The following news release is from the North Dakota Department of Environmental Quality:

The North Dakota Department Environmental Quality (NDDEQ) reminds residents that hot summer temperatures and accumulated nutrients contribute to blue-green algae (cyanobacteria) blooms in bodies of water across the state. Blue-green algae, also referred to as Harmful Algal Blooms (HABs), can produce toxins in the water called cyanotoxins. The NDDEQ responds to reported blooms across the state and tests water for toxins. If toxins are at an unsafe level, the NDDEQ issues advisories and warnings to the public.

People that swallow or come into contact with water containing cyanotoxins can become sick with diarrhea and vomiting; experience numb lips, tingling fingers and toes, dizziness, rashes, hives or skin blisters. Pets and livestock may also suffer adverse health effects. There are no known antidotes for the cyanotoxins produced by blue-green algae. Children and pets are at a higher risk than adults for illness because of their smaller size.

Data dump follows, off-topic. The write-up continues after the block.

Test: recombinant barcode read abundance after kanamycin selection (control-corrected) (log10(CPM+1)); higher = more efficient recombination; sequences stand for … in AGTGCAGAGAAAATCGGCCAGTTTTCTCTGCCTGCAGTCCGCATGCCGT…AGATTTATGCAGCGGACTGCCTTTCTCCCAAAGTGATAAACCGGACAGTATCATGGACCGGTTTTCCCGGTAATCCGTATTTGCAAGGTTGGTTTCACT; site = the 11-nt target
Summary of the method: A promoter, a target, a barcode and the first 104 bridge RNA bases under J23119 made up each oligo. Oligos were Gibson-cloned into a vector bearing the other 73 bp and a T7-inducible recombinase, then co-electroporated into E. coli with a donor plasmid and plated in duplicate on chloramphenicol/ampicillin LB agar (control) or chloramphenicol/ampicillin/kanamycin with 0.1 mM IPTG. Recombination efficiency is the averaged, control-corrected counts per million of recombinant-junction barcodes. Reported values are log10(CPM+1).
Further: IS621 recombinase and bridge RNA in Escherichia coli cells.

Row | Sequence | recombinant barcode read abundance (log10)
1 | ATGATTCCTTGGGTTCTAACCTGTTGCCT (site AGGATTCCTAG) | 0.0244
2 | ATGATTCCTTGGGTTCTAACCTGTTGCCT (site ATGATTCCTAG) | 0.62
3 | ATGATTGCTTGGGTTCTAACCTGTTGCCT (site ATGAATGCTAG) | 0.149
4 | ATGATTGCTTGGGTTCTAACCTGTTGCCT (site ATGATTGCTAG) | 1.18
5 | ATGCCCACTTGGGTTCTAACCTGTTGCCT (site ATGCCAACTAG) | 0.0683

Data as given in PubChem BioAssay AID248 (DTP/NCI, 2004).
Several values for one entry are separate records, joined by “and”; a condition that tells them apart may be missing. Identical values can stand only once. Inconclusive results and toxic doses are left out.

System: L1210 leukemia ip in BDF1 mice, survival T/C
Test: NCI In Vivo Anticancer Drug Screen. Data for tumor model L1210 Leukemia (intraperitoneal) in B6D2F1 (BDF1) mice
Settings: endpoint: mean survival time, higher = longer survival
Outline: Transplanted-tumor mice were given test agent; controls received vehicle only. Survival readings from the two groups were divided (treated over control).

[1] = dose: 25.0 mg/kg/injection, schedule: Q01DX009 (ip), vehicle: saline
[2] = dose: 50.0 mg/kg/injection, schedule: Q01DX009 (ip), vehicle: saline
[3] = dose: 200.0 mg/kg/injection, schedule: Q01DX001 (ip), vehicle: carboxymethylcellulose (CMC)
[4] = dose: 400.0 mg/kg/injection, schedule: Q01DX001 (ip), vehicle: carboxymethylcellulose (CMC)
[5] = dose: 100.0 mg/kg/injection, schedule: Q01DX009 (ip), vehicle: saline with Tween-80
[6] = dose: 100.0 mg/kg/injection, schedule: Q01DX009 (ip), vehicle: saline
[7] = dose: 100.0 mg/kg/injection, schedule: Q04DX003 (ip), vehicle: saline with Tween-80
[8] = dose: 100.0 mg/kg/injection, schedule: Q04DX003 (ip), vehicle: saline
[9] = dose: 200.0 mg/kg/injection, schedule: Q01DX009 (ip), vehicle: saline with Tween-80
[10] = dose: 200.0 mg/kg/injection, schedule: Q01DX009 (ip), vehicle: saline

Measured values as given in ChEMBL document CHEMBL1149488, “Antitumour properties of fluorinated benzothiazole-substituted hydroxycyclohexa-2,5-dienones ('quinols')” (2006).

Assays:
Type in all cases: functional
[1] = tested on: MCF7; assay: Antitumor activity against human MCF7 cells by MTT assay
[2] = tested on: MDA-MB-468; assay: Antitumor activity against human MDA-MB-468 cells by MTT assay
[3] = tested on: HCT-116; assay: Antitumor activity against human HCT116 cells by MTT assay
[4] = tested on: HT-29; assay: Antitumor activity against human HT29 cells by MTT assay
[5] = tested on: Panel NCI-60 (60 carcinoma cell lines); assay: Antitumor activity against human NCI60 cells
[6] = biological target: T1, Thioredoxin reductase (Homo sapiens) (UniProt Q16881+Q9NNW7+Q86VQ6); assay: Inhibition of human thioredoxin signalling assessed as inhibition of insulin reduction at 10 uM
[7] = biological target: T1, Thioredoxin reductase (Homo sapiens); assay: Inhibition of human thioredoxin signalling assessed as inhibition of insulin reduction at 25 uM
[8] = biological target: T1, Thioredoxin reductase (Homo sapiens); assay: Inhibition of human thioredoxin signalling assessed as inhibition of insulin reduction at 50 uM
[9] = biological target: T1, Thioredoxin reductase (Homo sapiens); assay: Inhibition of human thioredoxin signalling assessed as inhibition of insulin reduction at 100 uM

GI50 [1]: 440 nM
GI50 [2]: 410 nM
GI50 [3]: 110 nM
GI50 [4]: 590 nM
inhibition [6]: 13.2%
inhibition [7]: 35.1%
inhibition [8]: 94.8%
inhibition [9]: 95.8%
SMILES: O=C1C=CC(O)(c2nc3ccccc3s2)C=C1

Know it. Blue-green algae can look like grass clippings floating in the water, clumps/puffballs or green cottage cheese. It can also make the water appear like spilled green paint or green pea soup.

Avoid it.

  • Respect advisories and warnings announced by the NDDEQ. All water advisories and warnings are posted at www.tinyurl.com/WMP-HABS.
  • Do not swim, water ski, or boat in areas where the water is discolored or where you see foam, scum or mats of green or blue-green algae on the water; or let pets swim in or drink from affected waters.
  • If you or your pet accidentally swims in water that might have a cyanobacteria bloom, rinse off with fresh water as soon as possible.
  • Do not irrigate lawns with pond or lake water that looks scummy or has an awful odor.

Report it. Report suspected blue-green algae blooms to the NDDEQ at 701-328-5210 or on the NDDEQ’s Harmful Algal Bloom webpage at www.tinyurl.com/WMP-HABS. Because it can take time to receive laboratory test results, we urge people to be cautious and avoid waters that look discolored, scummy, or have a foul odor.

Enjoy a safe day on the lake but when in doubt, stay out.